Wednesday, January 21, 2009

In Season Every Season

"Off season." That has been our topic the past few days. How do we use the "off" times to prepare for the "on" times? Today and tomorrow, I want to share a couple of stories that mean a lot to me.

The first is about my maternal grandmother. "Grandmommy" when we were young was simply called "grandmother" by our teens. Grandmother had been a fairly young widow with five children. Their family moved to the mountains of New Mexico to carve out a life in the latter part of our nation's "Great Depression". That rugged land was made it hard to produce enough for a livelihood when a husband was working. For a single mother, it was beyond difficult.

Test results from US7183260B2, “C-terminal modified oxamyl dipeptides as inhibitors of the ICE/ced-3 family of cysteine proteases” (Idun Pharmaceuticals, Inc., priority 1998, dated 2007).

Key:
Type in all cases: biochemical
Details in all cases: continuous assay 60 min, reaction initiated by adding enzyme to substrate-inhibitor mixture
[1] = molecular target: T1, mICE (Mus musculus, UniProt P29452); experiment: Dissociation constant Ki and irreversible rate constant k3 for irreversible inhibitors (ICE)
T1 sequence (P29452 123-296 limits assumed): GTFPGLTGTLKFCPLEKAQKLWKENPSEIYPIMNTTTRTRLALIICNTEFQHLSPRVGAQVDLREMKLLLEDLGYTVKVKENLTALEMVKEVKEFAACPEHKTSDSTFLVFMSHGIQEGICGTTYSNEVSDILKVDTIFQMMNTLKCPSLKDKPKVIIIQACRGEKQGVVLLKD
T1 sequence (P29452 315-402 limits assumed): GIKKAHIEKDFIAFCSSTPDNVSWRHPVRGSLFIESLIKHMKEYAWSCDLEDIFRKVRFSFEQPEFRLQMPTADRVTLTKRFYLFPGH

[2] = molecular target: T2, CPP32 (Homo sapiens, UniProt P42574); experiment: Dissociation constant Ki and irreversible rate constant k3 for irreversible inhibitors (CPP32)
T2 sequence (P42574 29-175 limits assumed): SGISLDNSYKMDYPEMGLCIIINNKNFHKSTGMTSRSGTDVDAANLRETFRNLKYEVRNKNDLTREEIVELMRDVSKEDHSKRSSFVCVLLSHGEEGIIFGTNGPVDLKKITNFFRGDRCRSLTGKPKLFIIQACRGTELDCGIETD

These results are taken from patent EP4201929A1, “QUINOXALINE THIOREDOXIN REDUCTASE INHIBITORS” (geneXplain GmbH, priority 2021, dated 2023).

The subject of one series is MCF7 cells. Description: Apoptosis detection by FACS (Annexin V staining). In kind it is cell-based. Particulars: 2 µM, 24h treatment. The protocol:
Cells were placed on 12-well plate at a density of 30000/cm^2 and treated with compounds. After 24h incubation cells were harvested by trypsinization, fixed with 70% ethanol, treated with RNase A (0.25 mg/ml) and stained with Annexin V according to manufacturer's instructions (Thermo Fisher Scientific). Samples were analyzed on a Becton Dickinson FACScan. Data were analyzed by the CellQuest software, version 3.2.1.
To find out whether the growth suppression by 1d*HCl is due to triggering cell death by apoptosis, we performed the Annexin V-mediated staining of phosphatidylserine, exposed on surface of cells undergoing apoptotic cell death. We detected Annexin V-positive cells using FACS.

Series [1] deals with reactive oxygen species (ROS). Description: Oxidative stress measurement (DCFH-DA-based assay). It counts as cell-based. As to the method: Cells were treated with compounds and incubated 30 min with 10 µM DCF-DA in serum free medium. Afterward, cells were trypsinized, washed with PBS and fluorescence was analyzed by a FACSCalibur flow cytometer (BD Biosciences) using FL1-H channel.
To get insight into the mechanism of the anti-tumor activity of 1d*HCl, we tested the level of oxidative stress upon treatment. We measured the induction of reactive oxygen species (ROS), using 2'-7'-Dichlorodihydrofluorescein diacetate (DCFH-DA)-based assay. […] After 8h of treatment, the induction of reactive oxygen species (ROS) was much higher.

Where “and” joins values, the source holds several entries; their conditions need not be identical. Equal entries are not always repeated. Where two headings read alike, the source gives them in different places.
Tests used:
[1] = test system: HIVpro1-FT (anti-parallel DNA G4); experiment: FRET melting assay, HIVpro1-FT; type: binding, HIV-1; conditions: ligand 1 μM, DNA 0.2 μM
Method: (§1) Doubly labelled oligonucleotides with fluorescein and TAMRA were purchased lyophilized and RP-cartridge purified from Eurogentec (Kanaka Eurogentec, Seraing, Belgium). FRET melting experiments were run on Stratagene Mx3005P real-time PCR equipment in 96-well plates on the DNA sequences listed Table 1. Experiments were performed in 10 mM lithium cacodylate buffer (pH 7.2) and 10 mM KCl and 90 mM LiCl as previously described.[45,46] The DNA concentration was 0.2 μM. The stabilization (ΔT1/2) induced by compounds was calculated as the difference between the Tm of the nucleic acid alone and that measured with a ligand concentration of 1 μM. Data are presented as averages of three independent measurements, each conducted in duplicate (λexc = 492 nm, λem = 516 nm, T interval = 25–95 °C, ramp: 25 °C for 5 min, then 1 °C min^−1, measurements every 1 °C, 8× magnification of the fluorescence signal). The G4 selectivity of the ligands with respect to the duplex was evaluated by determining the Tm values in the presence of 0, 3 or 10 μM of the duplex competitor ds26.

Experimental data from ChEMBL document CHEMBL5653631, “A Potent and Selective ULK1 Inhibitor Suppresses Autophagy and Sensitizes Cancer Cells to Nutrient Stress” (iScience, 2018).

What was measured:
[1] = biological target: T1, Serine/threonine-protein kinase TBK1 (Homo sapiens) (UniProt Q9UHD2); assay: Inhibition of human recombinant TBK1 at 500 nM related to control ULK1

When I was about five, our family moved to a small farm a short distance from the town where I was born. The land offered enough size to move a tiny house trailer there for grandmother. That relationship was relatively healthy, but I recall the resentment some of the family -- including me -- developed toward her.

There were little things like her taking vacation trips with us in the family car. If she wasn't there, I, the oldest of four children, got to sit in the front passenger seat with my mom in the middle next to dad. If grandmother came along, I had to sit in the back with my siblings. That really made me angry! I similarly lost "my" seat at the table when she ate with us.

The grievance I remember most, though, was that grandmother always seemed to be sick. She was one of those people who told you how badly she felt. To us as kids, she complained a lot. We had absolutely no compassion and I'm sure she could hear our "secret" cynical remarks.